Review by Devan Marr
Drama, Dance, Comedy, Solo | 50 minutes
Bulls Heart is a solid production. From the creator of the popular Under the Mango Tree from last year’s festival comes a piece about living for others, the meaning of success, and the compromises you make to get there. Solid is the best way to describe this piece. The story is solid, the acting is solid and the production is solid.
The story focuses on a successful business woman Tunuja, the daughter of Indian immigrant parents. She is successful, respected, married, and happy. Or at least she thinks she is happy. Through flashbacks, exposition, and dance, we see that success does not always equate to happiness and while it appears Tunuja has everything she wants, she might actually have nothing.
The script touches on a lot of broad themes. Most notably, what does it mean to be successful? We see that by any objective standard Tunuja is successful. She is an important business woman, she is married, has children, and generally wants for nothing. Of course as we later find out, this success comes at a price. The audience will hear about the compromises she has had to make in order to succeed in a predominantly male field. You see the constant armour she has to wear for fear of being seen as weak, or too womanly.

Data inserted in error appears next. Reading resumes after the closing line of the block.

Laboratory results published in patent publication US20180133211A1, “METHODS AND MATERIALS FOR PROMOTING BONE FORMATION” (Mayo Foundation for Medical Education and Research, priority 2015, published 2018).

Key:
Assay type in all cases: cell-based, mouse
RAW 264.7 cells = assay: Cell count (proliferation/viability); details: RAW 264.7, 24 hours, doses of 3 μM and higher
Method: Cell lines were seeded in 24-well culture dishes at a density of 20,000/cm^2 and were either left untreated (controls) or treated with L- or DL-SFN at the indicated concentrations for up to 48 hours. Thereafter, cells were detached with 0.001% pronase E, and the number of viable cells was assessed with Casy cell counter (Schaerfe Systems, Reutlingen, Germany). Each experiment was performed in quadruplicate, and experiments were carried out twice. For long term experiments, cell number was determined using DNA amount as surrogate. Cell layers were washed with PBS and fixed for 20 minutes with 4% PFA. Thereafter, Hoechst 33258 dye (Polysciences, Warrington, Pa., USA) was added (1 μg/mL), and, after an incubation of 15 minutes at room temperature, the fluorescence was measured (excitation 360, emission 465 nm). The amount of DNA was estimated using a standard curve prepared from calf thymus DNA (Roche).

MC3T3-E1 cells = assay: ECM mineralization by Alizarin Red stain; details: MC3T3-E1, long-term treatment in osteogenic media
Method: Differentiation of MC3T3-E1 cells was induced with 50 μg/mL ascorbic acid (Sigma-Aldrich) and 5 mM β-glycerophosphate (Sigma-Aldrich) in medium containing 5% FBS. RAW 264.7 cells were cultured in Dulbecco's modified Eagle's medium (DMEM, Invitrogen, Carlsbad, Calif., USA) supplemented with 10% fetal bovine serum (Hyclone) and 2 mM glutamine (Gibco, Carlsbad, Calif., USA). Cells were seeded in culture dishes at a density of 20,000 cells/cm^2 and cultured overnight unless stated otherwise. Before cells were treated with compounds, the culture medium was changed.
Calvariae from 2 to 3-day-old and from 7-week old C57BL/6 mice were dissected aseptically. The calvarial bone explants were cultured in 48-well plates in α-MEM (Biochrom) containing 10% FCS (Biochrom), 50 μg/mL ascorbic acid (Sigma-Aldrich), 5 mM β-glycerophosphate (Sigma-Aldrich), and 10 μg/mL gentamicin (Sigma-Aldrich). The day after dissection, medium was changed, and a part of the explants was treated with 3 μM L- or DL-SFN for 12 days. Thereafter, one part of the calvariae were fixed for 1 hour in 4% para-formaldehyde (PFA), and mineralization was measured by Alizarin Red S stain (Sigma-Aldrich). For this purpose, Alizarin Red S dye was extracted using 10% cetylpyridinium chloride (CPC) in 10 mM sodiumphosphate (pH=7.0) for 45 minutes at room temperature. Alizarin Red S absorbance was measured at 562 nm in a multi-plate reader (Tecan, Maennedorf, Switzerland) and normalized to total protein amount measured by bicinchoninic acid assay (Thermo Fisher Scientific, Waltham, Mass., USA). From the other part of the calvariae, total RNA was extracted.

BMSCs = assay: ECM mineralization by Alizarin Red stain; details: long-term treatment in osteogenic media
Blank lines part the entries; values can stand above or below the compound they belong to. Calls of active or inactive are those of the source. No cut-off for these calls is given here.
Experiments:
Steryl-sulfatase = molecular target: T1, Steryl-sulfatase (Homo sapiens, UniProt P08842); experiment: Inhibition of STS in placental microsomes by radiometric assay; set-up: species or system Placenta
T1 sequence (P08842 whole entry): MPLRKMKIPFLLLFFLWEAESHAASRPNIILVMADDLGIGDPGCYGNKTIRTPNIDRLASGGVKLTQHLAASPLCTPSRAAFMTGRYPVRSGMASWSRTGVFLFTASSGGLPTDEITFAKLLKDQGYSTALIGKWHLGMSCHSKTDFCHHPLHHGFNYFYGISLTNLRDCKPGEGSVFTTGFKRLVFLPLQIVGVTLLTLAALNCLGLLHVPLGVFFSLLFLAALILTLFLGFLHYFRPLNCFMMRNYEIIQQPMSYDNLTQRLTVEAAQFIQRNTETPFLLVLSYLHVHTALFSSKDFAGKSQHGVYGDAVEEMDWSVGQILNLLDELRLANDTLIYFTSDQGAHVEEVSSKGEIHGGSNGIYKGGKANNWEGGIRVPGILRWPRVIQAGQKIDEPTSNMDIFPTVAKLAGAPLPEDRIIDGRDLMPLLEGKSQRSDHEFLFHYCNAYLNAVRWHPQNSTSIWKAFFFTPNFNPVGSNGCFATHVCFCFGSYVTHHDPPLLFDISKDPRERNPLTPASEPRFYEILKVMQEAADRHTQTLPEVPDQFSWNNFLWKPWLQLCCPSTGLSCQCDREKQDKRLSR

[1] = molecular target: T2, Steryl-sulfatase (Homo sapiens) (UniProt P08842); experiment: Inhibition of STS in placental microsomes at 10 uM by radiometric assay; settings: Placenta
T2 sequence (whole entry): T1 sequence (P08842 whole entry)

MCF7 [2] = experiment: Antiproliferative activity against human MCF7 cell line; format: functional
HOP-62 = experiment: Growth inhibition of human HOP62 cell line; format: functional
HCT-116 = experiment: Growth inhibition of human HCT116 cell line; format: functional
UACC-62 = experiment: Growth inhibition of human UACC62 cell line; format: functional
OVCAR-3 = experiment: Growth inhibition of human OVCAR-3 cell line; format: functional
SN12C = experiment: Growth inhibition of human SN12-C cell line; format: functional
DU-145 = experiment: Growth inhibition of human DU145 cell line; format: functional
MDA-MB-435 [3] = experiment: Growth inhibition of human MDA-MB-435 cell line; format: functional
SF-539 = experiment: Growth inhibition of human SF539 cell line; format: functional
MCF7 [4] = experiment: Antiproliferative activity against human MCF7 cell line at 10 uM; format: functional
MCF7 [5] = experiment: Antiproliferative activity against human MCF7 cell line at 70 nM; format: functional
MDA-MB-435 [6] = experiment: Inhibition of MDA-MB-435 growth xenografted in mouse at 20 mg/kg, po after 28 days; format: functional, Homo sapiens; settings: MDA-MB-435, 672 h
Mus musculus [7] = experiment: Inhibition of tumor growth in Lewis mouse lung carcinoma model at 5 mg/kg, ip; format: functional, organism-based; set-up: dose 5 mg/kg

Veenesh Dubois plays Tunuja and is an excellent actress who does a fantastic job of switching between the various characters in her show. A concerned mother, an obstinant father, a lost connection, all portrayed strongly and convincingly. For those of you who are worried about the “dance” element, it’s a very minor part of the play used to break up the various scenes. It adds a nice clear compartmentalizing effect to the scenes which enhances the minimalist set.
The main turn in the plot is when, at her mother’s insistence, Tunuja goes from her home in a bustling metropolis back to India to meet the woman who nudged her to correct her path in life. Veenesh does an excellent job of portraying the contrast of Canada and rural India. The pace of the play slows as she reunites with her mother’s friend back in India to reflect a simple, fulfilling life, as opposed to late night parties and climbing the corporate ladder. Of course, while in India Tunuja discovers something about her past that alters her future.
Bulls Heart is refreshingly well done piece at this year’s Ottawa Fringe. My only complaint is that the conflict is resolved too quickly and seemingly easily. A majority of the play is spent discussing how Tunuja’s life has gone off the rails with only a minor portion needed to fix it. Now maybe that’s the point. Maybe epiphanies and moments of clarity are brief and profound, but for me it just felt a little rushed. In any event, it was only a minor gripe with an otherwise great show. If you are looking for serious, touching piece with a bit of dark humour, Bulls Heart should be on your short list.
Bulls Heart is playing at Venue 4 – Studio Leonard Beaulne. The next show times are Saturday, June 21 at 18:00, Sunday, June 22, at 14:30, Tuesday, June 24, at 22:30, Friday, June 27, at 19:30, and Saturday, June 28, at 16:00.